After a few sentences of conversation with Alexandra Hopf it already becomes clear that there isn’t a simple seen. Correspondingly there’s also no simple conclusion, no simple telling image. She digs into different places of the matrix made of object, subject and history, in order to resurface here and there, aware that forgetting has always played along in the production, just as history doesn’t know continuity, perhaps even in the sense of Rancières, that history doesn’t obey any necessity.iii History is a construction. It’s not without reason that the title of the exhibition, next to the desire of cogito, delineates a period of time (1949-1979) that, according to the calendar, actually existed, but that is also just as much a simulated period of time. Moreover, the freedom to variably shape formal language results from this historical concept. Drawing, painting, photography, installation, everything is used, as long as it helps to bring out an inner map of the imagined. Formal creative temptations thereby intersect with the political. And (self) interpretation also broadly draws on the wide spectrum of painting, psychoanalysis, political and philosophical strategies.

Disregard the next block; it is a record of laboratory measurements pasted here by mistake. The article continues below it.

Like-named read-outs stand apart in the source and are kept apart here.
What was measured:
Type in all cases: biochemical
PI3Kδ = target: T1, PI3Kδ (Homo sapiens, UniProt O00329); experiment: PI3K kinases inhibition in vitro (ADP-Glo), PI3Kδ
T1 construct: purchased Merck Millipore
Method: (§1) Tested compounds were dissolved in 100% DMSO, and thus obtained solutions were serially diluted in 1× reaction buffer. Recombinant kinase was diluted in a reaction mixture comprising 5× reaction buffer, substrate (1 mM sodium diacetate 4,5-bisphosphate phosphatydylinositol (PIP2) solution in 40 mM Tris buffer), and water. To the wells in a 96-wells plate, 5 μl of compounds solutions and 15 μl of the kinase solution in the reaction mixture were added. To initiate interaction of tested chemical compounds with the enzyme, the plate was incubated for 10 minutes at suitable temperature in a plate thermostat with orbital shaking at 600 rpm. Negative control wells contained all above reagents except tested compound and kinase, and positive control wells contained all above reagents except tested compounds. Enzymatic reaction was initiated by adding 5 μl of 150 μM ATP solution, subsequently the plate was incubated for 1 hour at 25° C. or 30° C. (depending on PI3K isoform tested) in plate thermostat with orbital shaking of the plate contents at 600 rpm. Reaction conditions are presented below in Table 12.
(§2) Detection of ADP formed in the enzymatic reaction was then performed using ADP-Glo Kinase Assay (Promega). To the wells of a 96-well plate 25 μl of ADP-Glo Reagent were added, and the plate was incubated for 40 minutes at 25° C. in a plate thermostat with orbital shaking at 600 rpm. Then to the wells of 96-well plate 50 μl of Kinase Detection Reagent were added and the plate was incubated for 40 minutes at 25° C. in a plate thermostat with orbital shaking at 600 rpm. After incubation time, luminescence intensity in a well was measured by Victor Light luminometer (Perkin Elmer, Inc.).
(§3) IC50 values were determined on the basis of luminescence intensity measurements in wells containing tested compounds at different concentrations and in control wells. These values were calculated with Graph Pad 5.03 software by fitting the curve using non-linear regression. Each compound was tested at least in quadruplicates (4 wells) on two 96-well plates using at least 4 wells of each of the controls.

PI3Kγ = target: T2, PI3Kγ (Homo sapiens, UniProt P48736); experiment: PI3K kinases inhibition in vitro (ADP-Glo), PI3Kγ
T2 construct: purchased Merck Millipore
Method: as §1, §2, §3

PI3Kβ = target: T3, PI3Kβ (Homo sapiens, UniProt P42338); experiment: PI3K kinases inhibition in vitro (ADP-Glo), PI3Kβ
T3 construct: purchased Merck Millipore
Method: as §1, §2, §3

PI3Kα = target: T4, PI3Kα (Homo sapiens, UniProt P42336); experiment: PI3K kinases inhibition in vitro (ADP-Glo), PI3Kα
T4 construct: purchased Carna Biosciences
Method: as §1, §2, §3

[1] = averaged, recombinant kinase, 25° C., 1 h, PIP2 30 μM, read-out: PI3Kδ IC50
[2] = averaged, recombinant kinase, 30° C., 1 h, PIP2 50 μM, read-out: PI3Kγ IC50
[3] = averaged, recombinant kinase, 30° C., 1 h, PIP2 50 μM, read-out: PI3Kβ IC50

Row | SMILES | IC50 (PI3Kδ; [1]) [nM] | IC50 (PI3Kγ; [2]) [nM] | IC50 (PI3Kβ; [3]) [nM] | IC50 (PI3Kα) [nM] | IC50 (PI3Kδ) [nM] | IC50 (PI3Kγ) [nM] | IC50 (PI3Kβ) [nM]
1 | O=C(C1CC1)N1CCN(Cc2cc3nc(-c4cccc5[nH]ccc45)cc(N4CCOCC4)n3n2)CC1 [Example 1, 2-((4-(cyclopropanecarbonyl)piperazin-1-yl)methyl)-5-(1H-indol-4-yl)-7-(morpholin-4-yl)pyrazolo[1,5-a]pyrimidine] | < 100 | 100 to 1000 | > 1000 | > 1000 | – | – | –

“We have more subconsciousness than consciousness.” Here re-enactment mingles with - in the positive sense – the burdensomeness of quotation, always taking into account, that the opponent/partner, the recently passed century, is overpowering and incomplete. This melancholic bludgeon only lets itself encounter utopian anticipation at any one time, which in turn knows that it will be granted little chance of success. Through this game, Alexandra Hopf has, as she says, melancholy/utopia appear at the intersection. In this context melancholy doesn’t mean mawkish, weak and romantic. She doesn’t even let anything go unexamined. When works like the “Partisanenbaum” or “Les Mal-A-Dis” use a political quotationiv from the time of the ’68 revolt or terms from the “culture of desire” such as Valium, Viagra, Prozac, among others, then it can be assumed that the search for references as well as contributors preceded an arduous stretch between the varying sources.